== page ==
Last Friday, I watched the 2008 Egg Bowl at my significant other’s deer camp. Not only was I the only female in attendance, I was the only Rebel in the house.
My heart broke for all those men who were so devastated by the loss of their team. I hope they will recover and not need intense psychotherapy. (Note: Prior two sentences are dripping in sarcasm.)
I watched the game calmly in my chair – conducting myself with dignity. I did not chant one “Hotty Toddy.” I did not mock them for having more than 50 negative total yards rushing. I did not snicker at one interception for a touchdown.
I am certain my face clearly illustrated my smugness, and my air of superiority was definitely thick. But I did not gloat. I didn’t have too. Those Bulldog fans decompressed before my very eyes.
It was kind of sad, but I’m not complaining. I didn’t have to hear one, “How ‘bout them Dawgs?” Everyone already knew how the Dawgs were.
Being a lifelong Ole Miss fan, I understand disappointment. All four years I attended Ole Miss, our team was on athletic probation. No bowl games. No televised games. Tough recruiting.
However, I survived, and I learned a little bit in the process. I learned a little about winning, and I learned a lot about losing.
At a young age, we are forced to choose between the Rebels and the Bulldogs. I chose the Rebels, but I could just as easily have been ringing a cowbell right now. Personally, I’m happy if either team is victorious – with the exception of the Egg Bowl. I’ve been waiting to talk smack for an entire year!
Competitive by nature, I enjoy sparing with the Bulldog fan about this and that – neither of us have reason for puffed up egos. However, it’s all in good fun. Football is football, and all football is good.
In fact, my appreciation of football has spilled over into my everyday life. If life is the ultimate game, why not use a few lessons from the gridiron to help muddle through.
1. Who is calling the plays in your life? Just like in football, I have someone upstairs calling the plays. It is up to me to listen and have faith in the play that is called.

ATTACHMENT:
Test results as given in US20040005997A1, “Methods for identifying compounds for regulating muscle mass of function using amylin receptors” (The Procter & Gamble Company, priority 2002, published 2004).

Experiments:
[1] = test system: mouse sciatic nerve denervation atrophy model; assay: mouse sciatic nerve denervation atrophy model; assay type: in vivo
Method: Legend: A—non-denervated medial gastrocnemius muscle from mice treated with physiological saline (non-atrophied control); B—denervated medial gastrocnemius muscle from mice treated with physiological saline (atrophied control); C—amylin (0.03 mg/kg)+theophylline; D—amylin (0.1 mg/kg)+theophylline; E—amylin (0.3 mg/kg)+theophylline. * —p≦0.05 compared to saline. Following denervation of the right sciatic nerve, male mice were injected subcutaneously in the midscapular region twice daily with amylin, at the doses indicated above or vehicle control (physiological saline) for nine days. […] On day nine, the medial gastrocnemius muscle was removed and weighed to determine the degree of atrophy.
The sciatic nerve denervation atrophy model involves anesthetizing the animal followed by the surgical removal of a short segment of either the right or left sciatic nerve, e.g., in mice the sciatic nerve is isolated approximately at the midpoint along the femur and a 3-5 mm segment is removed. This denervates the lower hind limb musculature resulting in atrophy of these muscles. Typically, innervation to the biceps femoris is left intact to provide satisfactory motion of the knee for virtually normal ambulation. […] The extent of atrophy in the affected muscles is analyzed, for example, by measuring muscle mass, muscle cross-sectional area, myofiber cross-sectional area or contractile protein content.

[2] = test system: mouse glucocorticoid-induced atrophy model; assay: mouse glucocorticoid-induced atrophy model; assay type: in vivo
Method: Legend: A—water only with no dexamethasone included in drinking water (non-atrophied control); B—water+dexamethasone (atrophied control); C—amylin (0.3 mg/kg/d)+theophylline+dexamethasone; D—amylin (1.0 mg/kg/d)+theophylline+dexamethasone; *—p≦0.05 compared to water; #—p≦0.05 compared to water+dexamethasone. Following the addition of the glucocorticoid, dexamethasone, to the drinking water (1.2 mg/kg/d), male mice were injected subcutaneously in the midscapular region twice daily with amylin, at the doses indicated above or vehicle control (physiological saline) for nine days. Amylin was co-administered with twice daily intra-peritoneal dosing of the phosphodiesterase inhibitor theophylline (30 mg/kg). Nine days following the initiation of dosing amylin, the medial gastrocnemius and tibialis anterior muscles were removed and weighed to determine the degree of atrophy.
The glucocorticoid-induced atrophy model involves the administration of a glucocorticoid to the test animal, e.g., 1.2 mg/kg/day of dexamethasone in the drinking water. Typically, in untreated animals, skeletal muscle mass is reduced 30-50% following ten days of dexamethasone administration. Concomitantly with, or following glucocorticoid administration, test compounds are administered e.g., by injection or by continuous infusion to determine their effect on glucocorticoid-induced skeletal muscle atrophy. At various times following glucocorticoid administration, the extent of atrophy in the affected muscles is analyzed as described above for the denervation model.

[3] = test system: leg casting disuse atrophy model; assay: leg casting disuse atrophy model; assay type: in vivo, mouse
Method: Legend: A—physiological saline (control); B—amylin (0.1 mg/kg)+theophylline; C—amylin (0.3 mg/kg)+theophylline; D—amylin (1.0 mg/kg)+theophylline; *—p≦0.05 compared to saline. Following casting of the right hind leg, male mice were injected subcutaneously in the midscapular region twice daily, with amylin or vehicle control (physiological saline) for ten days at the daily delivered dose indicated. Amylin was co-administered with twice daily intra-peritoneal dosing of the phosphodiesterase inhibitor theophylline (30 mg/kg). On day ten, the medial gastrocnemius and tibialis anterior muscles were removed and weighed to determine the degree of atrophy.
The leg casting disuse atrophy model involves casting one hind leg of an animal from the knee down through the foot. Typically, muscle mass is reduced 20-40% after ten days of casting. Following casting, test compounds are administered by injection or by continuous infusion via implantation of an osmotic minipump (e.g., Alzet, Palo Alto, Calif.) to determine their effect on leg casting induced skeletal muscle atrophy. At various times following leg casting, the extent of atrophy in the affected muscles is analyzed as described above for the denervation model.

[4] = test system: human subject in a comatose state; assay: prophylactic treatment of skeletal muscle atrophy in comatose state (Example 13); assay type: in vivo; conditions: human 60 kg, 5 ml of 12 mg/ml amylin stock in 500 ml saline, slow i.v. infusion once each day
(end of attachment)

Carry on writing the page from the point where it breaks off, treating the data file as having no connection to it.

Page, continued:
2. Everyone deserves a team, and I’m not referring to people in numbered jerseys. Disappointments are easier to swallow when others are there to pick you up when life tackles you to the ground. In turn, success is so much sweeter when someone is there to dance with you in the end zone.
3. Luckily, I have had many coaches and trainers directing me throughout my life. In high school, my English teacher, Denise Purvis, steered me to a career in writing. As a green reporter in my early 20s, I was taught advanced civics and all the bells and whistles of municipal government from a city administrator who took the time to make sure I knew enough to get the story right. Even now, as an editor and publisher, I depend on the wisdom of two veteran newspaper men to help me weigh the tough decisions.
4. Everyone needs cheers and applause for a job well done. What motivation! I learned long ago to surround myself with people who bring out the best in me. Mark Twain said, “Keep away from people who try to belittle your ambitions. Small people always do that, but the really great make you feel that you, too, can become great.”
5. During a particularly stressful time, a simple timeout allows me to gather my thoughts and refocus. Most days, I make an effort to leave my office for 30 minutes to an hour for a little nourishment – the dietary kind as well as the psychological kind. I might read a couple of chapters of a book, stop by for some time with my dogs, or relax for a few minutes with my thoughts. Returning to the office, I am ready to begin again.
In Mississippi, our lives are saturated with football – dinnertime discussions, water cooler replays, life-long affiliations. American’s sport is great to watch, but I have found it a better way to live.